Be there or be square

Missouri square dancing continues to thrive in two forms
Sunday, August 31, 2003 | 12:00 a.m. CDT; updated 9:33 a.m. CDT, Wednesday, July 2, 2008

Steve Young beckons to the crowd. The musicians are ready, fiddles in one hand, bows in the other. A group of 16 gather, dressed in T-shirts and blouses, shorts and overalls, cell phones clipped to pockets. When the fiddling begins, the dancers look at Young to guide them through a clumsy first set of do-si-dos. Although the dancers have been invited, the square dance looks impromptu.

And that’s just the way Young wants it.

He’s part of a group in Missouri itching for the return of the days when folks flocked in from the fields and gathered in the barn to square dance. “I grew up on a farm in central Missouri. There’s a big barn up there, and my grandfather would tell me stories of 1920s barn dances,” Young said.

Harry Griffin, 81, remembers those days. Neighbors would crowd into his family’s living room on Saturday nights in the 1920s. They’d push the furniture out on the porch and everyone would dance. Griffin, then 6 years old, first started calling dances at these get-togethers.

“They didn’t have babysitters in those days,” he said.

On the other side of town

Women carrying cake pans and vegetable trays file into the Columbia Senior Center ballroom one Friday evening. Some women dress in colorful skirts padded with petticoats. The men wear cowboy boots, jeans and dress shirts.

On one side of the dance floor, there’s no band, but a DJ set-up with boxes of records. The president of Tiger Squares, which is part of the Missouri Federation of Square and Round Dance Clubs, welcomes everyone before handing the microphone to Ray Crowley, a 1997 Missouri Square Dance Callers Hall of Famer.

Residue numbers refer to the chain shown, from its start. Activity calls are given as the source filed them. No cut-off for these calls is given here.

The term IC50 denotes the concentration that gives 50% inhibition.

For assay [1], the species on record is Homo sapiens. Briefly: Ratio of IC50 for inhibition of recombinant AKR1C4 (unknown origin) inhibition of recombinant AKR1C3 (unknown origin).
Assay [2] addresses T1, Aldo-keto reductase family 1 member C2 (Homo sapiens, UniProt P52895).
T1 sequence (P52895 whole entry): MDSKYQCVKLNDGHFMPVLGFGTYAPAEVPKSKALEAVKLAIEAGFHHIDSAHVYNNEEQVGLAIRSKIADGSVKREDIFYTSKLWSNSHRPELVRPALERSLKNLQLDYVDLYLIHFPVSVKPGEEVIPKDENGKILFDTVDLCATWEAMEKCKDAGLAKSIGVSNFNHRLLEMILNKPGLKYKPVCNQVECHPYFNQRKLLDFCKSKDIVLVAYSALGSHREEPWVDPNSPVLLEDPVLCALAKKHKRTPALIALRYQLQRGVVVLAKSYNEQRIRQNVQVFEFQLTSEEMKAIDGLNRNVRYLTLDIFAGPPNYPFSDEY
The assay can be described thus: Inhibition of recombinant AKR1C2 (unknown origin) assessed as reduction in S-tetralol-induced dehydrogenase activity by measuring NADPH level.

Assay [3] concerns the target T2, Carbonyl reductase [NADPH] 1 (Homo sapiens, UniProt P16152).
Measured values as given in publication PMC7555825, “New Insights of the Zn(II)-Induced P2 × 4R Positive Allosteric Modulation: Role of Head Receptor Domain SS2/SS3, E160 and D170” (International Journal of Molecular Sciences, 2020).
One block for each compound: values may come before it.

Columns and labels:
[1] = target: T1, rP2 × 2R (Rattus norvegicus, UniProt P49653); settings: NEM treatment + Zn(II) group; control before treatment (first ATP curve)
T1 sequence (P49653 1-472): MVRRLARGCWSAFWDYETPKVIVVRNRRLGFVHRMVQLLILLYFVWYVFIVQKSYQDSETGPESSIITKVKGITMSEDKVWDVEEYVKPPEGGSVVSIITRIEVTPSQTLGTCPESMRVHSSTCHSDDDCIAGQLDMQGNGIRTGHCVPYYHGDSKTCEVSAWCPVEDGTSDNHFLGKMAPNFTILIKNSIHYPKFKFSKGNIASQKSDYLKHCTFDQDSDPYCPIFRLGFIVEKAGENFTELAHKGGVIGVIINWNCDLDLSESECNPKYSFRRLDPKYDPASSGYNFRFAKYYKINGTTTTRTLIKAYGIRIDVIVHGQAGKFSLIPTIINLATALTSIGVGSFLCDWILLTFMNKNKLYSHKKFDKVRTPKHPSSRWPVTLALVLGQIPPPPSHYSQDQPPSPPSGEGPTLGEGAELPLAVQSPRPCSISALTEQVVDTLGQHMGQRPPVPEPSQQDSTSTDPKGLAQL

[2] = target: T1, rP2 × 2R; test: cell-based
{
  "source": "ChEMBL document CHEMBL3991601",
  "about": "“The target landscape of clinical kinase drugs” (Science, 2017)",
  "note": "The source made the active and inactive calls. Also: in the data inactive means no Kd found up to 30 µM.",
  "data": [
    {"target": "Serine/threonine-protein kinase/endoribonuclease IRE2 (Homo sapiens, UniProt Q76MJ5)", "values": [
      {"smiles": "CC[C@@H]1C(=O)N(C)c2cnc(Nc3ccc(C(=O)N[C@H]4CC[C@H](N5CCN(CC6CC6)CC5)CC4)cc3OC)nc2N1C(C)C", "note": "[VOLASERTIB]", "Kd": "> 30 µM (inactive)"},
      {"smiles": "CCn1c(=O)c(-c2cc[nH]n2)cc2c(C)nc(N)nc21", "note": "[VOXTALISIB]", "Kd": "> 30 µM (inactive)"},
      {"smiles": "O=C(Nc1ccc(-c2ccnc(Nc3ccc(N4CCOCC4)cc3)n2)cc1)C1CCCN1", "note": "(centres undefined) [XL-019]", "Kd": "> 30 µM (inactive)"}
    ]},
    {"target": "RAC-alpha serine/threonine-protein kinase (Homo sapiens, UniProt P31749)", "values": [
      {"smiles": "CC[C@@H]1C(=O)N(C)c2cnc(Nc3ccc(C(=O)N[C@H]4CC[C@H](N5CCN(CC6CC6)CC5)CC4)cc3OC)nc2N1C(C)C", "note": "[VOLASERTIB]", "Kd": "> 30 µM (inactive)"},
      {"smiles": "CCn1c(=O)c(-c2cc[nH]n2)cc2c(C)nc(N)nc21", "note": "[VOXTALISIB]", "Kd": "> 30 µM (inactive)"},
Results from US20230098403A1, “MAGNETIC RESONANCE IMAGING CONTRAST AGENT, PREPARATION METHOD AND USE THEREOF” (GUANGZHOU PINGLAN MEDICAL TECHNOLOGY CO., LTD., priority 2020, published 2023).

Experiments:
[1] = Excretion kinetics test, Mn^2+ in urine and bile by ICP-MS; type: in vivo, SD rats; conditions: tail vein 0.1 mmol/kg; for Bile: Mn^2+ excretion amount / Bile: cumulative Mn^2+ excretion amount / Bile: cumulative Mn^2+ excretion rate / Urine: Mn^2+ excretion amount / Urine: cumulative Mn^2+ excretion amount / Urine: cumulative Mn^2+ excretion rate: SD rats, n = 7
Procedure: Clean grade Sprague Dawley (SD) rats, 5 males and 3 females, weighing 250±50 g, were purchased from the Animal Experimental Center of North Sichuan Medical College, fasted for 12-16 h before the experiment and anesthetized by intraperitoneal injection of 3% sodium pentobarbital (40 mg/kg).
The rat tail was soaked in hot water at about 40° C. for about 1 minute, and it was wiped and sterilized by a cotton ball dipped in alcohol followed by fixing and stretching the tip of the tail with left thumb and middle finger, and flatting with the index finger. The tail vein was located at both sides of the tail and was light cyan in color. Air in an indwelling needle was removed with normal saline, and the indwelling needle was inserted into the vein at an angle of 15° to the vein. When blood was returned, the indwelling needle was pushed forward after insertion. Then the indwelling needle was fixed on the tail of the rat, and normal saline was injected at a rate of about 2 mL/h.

Crowley calls his first set to Cher’s “Believe.” He has cool control over the record player, “rolling” the music up and down so dancers can hear his voice. Skirts swish as the dancers follow Crowley’s calls with ease. There’s no giggling about a missed step like among Young’s dancers: Crowley’s bunch weaves organized patterns, like threading in a petticoat.

Welcome to club-style square dancing.

Wal-Mart or Patricia’s?

Square dance fiddler Howard Marshall likens club square dancing to Wal-Mart. He said traditional square dancing is similar to the locally owned Patricia’s IGA grocery.

“I like local things, so a person like me would rather square dance to a local guy and listen to a live band,” Marshall said.

Wal-Marts are the same everywhere. Likewise, square dance club members hear the same calls from Florida to Alaska. But traditional square dance calls vary between Rolla and Columbia.

Square dance clubs sprung up as a way to revive a folk tradition, designed to appeal to modern society, according to the Folk Dance Association’s Web site. Club dancing organizations replaced fiddles with records, and soon the square dance became the official state folk dance of Missouri.

“We have a tendency toward regimentation,” Marshall said. Old-time square dancing “was about unwinding and listening to music, having a couple chugs of homemade booze. It was very local, very flexible and somewhat chaotic.”

They still do that?